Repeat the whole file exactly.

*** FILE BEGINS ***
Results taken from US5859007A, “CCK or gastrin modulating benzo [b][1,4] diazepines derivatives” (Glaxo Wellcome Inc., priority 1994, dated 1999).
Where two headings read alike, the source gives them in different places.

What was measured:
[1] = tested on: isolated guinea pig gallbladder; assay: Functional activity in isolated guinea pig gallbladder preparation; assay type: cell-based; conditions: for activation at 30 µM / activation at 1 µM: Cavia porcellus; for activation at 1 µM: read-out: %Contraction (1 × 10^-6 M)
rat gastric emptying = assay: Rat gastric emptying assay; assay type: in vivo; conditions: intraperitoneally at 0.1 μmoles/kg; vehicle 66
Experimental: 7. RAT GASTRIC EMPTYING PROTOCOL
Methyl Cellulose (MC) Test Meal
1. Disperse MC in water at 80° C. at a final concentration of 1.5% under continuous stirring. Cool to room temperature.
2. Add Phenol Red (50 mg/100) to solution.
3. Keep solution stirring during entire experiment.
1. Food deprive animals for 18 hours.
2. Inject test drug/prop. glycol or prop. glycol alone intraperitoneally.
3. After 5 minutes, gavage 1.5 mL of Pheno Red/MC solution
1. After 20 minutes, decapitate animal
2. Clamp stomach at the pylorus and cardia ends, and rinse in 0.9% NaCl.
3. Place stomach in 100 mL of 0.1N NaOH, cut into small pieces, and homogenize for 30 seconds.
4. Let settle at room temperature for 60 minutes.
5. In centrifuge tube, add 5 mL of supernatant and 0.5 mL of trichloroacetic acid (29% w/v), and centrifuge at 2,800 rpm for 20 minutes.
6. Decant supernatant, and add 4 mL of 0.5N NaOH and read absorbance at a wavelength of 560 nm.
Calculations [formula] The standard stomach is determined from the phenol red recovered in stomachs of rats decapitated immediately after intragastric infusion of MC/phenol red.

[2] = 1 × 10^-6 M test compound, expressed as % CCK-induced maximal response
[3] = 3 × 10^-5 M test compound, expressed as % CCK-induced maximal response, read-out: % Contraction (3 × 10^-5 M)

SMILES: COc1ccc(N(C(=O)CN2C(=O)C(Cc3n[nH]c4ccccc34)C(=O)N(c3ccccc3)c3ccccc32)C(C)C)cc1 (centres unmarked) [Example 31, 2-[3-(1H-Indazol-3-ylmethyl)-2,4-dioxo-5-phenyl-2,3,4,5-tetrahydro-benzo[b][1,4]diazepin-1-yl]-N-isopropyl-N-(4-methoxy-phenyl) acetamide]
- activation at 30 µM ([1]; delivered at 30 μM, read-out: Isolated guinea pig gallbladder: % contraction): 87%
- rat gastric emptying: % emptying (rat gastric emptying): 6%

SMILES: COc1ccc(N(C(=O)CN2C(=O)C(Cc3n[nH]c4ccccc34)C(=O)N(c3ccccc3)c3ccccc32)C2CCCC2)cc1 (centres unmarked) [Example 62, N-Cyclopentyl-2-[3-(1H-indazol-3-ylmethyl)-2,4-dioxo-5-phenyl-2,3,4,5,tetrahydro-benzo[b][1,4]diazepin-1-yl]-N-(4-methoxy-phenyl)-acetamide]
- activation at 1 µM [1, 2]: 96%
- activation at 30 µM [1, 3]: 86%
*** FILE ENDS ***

Results taken from US5859007A, “CCK or gastrin modulating benzo [b][1,4] diazepines derivatives” (Glaxo Wellcome Inc., priority 1994, dated 1999).
Where two headings read alike, the source gives them in different places.

What was measured:
[1] = tested on: isolated guinea pig gallbladder; assay: Functional activity in isolated guinea pig gallbladder preparation; assay type: cell-based; conditions: for activation at 30 µM / activation at 1 µM: Cavia porcellus; for activation at 1 µM: read-out: %Contraction (1 × 10^-6 M)
rat gastric emptying = assay: Rat gastric emptying assay; assay type: in vivo; conditions: intraperitoneally at 0.1 μmoles/kg; vehicle 66
Experimental: 7. RAT GASTRIC EMPTYING PROTOCOL
Methyl Cellulose (MC) Test Meal
1. Disperse MC in water at 80° C. at a final concentration of 1.5% under continuous stirring. Cool to room temperature.
2. Add Phenol Red (50 mg/100) to solution.
3. Keep solution stirring during entire experiment.
1. Food deprive animals for 18 hours.
2. Inject test drug/prop. glycol or prop. glycol alone intraperitoneally.
3. After 5 minutes, gavage 1.5 mL of Pheno Red/MC solution
1. After 20 minutes, decapitate animal
2. Clamp stomach at the pylorus and cardia ends, and rinse in 0.9% NaCl.
3. Place stomach in 100 mL of 0.1N NaOH, cut into small pieces, and homogenize for 30 seconds.
4. Let settle at room temperature for 60 minutes.
5. In centrifuge tube, add 5 mL of supernatant and 0.5 mL of trichloroacetic acid (29% w/v), and centrifuge at 2,800 rpm for 20 minutes.
6. Decant supernatant, and add 4 mL of 0.5N NaOH and read absorbance at a wavelength of 560 nm.
Calculations [formula] The standard stomach is determined from the phenol red recovered in stomachs of rats decapitated immediately after intragastric infusion of MC/phenol red.

[2] = 1 × 10^-6 M test compound, expressed as % CCK-induced maximal response
[3] = 3 × 10^-5 M test compound, expressed as % CCK-induced maximal response, read-out: % Contraction (3 × 10^-5 M)

SMILES: COc1ccc(N(C(=O)CN2C(=O)C(Cc3n[nH]c4ccccc34)C(=O)N(c3ccccc3)c3ccccc32)C(C)C)cc1 (centres unmarked) [Example 31, 2-[3-(1H-Indazol-3-ylmethyl)-2,4-dioxo-5-phenyl-2,3,4,5-tetrahydro-benzo[b][1,4]diazepin-1-yl]-N-isopropyl-N-(4-methoxy-phenyl) acetamide]
- activation at 30 µM ([1]; delivered at 30 μM, read-out: Isolated guinea pig gallbladder: % contraction): 87%
- rat gastric emptying: % emptying (rat gastric emptying): 6%

SMILES: COc1ccc(N(C(=O)CN2C(=O)C(Cc3n[nH]c4ccccc34)C(=O)N(c3ccccc3)c3ccccc32)C2CCCC2)cc1 (centres unmarked) [Example 62, N-Cyclopentyl-2-[3-(1H-indazol-3-ylmethyl)-2,4-dioxo-5-phenyl-2,3,4,5,tetrahydro-benzo[b][1,4]diazepin-1-yl]-N-(4-methoxy-phenyl)-acetamide]
- activation at 1 µM [1, 2]: 96%
- activation at 30 µM [1, 3]: 86%